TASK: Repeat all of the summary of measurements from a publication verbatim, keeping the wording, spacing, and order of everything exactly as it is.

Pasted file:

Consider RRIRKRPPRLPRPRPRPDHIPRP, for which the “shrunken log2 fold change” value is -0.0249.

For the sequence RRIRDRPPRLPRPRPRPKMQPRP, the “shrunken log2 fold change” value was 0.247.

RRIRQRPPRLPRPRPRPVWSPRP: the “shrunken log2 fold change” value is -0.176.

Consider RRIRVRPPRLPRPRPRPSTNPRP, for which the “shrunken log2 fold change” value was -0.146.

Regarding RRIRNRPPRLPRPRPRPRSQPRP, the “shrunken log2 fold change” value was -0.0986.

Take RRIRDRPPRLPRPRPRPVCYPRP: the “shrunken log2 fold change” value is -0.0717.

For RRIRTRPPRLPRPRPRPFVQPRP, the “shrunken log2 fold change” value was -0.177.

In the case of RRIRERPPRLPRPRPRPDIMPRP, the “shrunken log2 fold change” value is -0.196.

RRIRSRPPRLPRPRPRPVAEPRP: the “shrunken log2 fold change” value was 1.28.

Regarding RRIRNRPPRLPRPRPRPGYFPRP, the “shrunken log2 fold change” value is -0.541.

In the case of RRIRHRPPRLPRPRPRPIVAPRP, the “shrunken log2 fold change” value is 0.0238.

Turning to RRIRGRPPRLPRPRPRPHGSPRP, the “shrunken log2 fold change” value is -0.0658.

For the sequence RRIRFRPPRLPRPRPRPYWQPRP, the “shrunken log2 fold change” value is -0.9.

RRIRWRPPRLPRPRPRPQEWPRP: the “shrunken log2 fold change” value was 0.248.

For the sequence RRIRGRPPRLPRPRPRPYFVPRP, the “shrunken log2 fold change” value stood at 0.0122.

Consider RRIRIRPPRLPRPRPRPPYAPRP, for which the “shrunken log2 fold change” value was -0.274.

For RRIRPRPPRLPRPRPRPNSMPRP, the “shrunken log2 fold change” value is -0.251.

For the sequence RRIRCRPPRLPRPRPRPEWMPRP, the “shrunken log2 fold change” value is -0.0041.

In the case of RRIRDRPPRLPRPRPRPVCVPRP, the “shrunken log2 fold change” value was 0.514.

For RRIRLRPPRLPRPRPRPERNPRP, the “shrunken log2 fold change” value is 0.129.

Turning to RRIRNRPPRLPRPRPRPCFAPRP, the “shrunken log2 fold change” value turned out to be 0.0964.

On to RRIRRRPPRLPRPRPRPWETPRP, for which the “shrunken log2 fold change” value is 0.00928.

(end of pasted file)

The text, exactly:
Consider RRIRKRPPRLPRPRPRPDHIPRP, for which the “shrunken log2 fold change” value is -0.0249.

For the sequence RRIRDRPPRLPRPRPRPKMQPRP, the “shrunken log2 fold change” value was 0.247.

RRIRQRPPRLPRPRPRPVWSPRP: the “shrunken log2 fold change” value is -0.176.

Consider RRIRVRPPRLPRPRPRPSTNPRP, for which the “shrunken log2 fold change” value was -0.146.

Regarding RRIRNRPPRLPRPRPRPRSQPRP, the “shrunken log2 fold change” value was -0.0986.

Take RRIRDRPPRLPRPRPRPVCYPRP: the “shrunken log2 fold change” value is -0.0717.

For RRIRTRPPRLPRPRPRPFVQPRP, the “shrunken log2 fold change” value was -0.177.

In the case of RRIRERPPRLPRPRPRPDIMPRP, the “shrunken log2 fold change” value is -0.196.

RRIRSRPPRLPRPRPRPVAEPRP: the “shrunken log2 fold change” value was 1.28.

Regarding RRIRNRPPRLPRPRPRPGYFPRP, the “shrunken log2 fold change” value is -0.541.

In the case of RRIRHRPPRLPRPRPRPIVAPRP, the “shrunken log2 fold change” value is 0.0238.

Turning to RRIRGRPPRLPRPRPRPHGSPRP, the “shrunken log2 fold change” value is -0.0658.

For the sequence RRIRFRPPRLPRPRPRPYWQPRP, the “shrunken log2 fold change” value is -0.9.

RRIRWRPPRLPRPRPRPQEWPRP: the “shrunken log2 fold change” value was 0.248.

For the sequence RRIRGRPPRLPRPRPRPYFVPRP, the “shrunken log2 fold change” value stood at 0.0122.

Consider RRIRIRPPRLPRPRPRPPYAPRP, for which the “shrunken log2 fold change” value was -0.274.

For RRIRPRPPRLPRPRPRPNSMPRP, the “shrunken log2 fold change” value is -0.251.

For the sequence RRIRCRPPRLPRPRPRPEWMPRP, the “shrunken log2 fold change” value is -0.0041.

In the case of RRIRDRPPRLPRPRPRPVCVPRP, the “shrunken log2 fold change” value was 0.514.

For RRIRLRPPRLPRPRPRPERNPRP, the “shrunken log2 fold change” value is 0.129.

Turning to RRIRNRPPRLPRPRPRPCFAPRP, the “shrunken log2 fold change” value turned out to be 0.0964.

On to RRIRRRPPRLPRPRPRPWETPRP, for which the “shrunken log2 fold change” value is 0.00928.